International students’ homelands were brought to SUNY Plattsburgh’s Giltz Auditorium Saturday night, showing tradition through eccentric performance that transported attendees to a variety of cultures.
This year, Club International held the annual Night of Nations: Homecoming, Your Journey to My Home! Nov. 16 in Hawkins Hall. The program ran from 6 to 8 p.m. featuring two acts, in which performers showcased their talents in front of gold banners and a diverse audience. Witty banter between co-hosts Smit Pujara and James D’Amato led the show through each act.
“People still forget the international community.” Pujara said. “There are different clubs that do their part, but who goes to those events? If there’s an Indian event put on, Indian people would go there. But here, everyone is there. They all get to learn about different cultures.”
Different Flavors of the Caribbean kicked off the show, presenting four different dance forms called Spicy Island Tingz. More than 200 attendees looked on to the performance that transition into Toni and Evans, a dedicated singing arrangement dedicated to immigrants who left their country for a better life and education.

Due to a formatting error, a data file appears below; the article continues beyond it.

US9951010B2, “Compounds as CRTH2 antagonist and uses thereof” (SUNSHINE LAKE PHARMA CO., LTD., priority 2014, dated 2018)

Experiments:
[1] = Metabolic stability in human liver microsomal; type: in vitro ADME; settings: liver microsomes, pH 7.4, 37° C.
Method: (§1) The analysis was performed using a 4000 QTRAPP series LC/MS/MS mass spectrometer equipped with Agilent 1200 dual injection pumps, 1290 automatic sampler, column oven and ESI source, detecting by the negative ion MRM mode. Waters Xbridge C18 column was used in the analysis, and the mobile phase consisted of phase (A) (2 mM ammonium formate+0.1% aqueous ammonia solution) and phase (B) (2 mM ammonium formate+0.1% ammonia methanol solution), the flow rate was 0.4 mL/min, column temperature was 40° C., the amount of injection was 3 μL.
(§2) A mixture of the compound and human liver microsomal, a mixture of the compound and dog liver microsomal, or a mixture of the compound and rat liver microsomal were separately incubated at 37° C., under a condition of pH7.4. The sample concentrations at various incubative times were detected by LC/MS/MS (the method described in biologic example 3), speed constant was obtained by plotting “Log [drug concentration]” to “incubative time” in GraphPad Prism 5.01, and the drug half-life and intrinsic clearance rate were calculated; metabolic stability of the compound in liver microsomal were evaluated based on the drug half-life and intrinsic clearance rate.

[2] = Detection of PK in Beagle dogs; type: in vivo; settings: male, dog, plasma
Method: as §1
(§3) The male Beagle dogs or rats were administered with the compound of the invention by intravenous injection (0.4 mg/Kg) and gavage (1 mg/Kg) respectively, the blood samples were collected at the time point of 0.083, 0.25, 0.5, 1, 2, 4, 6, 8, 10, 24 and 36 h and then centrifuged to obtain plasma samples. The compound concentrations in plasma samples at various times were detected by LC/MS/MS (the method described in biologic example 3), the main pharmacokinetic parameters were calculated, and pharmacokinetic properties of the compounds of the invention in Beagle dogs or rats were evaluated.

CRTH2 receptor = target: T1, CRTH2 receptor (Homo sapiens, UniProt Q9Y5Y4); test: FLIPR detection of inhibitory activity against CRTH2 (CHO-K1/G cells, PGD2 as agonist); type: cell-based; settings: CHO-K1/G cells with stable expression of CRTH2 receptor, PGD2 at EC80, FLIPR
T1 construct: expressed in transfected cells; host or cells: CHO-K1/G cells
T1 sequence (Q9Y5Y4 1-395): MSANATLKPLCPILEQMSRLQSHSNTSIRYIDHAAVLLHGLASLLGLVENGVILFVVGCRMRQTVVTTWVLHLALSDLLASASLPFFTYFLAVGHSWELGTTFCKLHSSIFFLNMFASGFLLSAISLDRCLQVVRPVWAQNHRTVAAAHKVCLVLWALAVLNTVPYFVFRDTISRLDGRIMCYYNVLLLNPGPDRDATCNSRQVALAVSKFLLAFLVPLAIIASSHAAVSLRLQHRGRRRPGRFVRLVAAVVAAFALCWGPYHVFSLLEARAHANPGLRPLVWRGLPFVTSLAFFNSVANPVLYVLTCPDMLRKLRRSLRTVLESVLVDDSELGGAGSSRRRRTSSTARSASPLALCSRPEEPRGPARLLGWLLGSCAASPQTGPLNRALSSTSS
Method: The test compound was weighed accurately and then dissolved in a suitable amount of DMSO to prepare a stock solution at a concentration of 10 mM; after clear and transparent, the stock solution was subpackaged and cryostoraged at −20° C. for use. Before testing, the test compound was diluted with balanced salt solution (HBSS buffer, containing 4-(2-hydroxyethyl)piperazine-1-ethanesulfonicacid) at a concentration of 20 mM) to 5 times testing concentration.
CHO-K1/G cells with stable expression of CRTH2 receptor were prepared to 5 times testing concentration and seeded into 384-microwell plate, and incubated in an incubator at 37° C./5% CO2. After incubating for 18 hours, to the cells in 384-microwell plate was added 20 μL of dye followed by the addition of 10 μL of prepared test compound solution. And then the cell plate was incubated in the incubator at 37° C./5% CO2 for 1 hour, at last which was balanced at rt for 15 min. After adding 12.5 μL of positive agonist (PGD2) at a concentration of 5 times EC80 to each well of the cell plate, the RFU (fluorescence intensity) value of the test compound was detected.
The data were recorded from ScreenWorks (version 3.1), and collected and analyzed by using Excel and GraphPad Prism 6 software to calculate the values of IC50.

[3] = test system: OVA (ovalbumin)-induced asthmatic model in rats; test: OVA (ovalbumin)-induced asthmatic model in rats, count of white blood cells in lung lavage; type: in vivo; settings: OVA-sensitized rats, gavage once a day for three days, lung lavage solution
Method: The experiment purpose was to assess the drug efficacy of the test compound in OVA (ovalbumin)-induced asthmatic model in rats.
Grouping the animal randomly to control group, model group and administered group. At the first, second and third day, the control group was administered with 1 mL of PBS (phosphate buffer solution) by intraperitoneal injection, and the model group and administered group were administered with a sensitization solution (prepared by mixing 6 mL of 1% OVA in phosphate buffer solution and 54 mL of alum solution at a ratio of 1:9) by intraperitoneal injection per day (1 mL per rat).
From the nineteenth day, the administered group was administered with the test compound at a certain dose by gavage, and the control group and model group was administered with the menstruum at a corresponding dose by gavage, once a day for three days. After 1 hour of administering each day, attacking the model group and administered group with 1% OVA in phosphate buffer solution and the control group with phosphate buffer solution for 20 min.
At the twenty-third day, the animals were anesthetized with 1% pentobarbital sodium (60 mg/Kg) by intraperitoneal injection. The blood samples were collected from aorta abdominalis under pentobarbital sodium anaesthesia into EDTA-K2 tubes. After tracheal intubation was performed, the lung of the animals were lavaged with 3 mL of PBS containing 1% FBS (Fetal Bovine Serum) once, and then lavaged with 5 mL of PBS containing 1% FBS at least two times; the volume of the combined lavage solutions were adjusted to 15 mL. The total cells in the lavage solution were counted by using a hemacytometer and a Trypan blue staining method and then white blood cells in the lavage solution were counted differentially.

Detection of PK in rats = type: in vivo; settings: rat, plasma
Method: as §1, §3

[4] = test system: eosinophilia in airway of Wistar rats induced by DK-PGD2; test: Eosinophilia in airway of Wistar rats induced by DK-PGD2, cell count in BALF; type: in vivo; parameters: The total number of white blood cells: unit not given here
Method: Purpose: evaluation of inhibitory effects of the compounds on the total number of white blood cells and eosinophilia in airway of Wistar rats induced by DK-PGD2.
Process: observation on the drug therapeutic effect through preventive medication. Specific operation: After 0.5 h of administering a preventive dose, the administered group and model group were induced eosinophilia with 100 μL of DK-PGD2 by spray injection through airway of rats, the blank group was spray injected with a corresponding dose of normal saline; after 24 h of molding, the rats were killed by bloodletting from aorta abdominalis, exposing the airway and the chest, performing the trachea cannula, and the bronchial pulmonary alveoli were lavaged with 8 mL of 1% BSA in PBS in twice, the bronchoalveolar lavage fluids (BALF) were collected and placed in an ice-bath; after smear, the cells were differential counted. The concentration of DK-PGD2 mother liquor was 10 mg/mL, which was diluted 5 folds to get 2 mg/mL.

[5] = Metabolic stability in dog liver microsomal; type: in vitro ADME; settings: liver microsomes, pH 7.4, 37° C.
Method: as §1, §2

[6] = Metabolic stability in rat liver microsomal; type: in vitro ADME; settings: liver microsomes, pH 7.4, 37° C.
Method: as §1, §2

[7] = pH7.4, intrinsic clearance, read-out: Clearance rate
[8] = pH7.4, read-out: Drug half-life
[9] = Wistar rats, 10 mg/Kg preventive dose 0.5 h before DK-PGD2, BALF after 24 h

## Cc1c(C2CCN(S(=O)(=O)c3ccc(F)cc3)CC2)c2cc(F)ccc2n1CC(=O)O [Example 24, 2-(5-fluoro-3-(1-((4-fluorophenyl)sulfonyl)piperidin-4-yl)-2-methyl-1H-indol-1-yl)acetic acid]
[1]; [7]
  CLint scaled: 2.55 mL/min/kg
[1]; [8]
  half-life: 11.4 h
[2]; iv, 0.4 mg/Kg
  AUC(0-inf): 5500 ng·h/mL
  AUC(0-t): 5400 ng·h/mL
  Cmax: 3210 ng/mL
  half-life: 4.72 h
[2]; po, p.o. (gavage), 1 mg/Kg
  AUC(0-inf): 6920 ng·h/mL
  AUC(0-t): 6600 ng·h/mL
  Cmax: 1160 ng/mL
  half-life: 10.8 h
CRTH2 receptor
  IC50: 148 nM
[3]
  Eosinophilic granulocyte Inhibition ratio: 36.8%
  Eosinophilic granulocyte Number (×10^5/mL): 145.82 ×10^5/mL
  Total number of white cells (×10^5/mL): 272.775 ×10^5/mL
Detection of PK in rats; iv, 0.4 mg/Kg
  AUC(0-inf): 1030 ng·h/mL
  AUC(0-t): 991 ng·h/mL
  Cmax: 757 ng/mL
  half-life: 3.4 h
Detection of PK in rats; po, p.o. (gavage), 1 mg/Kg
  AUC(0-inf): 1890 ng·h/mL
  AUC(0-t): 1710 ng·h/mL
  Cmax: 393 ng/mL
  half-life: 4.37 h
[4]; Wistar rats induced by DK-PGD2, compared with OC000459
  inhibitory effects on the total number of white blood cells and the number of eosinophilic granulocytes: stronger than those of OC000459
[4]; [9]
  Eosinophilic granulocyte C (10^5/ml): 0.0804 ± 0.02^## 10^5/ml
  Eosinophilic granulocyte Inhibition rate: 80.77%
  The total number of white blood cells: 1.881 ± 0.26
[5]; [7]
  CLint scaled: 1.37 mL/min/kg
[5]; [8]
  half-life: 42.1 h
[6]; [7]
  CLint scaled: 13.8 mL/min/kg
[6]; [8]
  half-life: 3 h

“For us international students, this is like a festival,” Student Association Marketing Director Pujara said. “In a way where we all come together and unite in the fact that we all share the same story of coming to the U.S.; it becomes a world culture.”
Originally from Gujarat, India, cultural performances from groups like The Tiranga United gives Pujara nostalgia for the love he experiences at home. This type of feeling gave Pujara the drive to continue this event this year, after being involved for four years. Now plans the event alongside Club International. In previous years, it was held by the Global Education Office.
Due to costuming backlash within Club Caribbean and explicit music choice, GEO was hesitant to hold the event this year, Pujara said.
“Their outfits— that’s their culture,” Pujara said. “We wanted to make sure the lyrics were filtered because it’s a child friendly event, but we didn’t want to filter their cultures.”
The third performance of the night by the Chinese Association showcased stubbornness, passion and courage pertaining to the youth of China. These songs led into the next set, by the South Asian Student Association, encasing Bhutan, Pakistan and Indian culture.
The sisters of the Miraculous Maulana chapter of Mu Sigma Upsilon Sorority, Inc. presented dances from China, Dubai, India, Guinea, the Dominican Republic and St. Lucia shortly after.
“The performances had different cultures and different variations to it,” biomedical science major Denzel Chigosim said.
“But some performances had dances where some of the performers didn’t know the dance all the way. I could look at them and see that they weren’t putting enough energy into it.”
Although, there were other performances that he could feel the passion of the dancers, Chigosim said.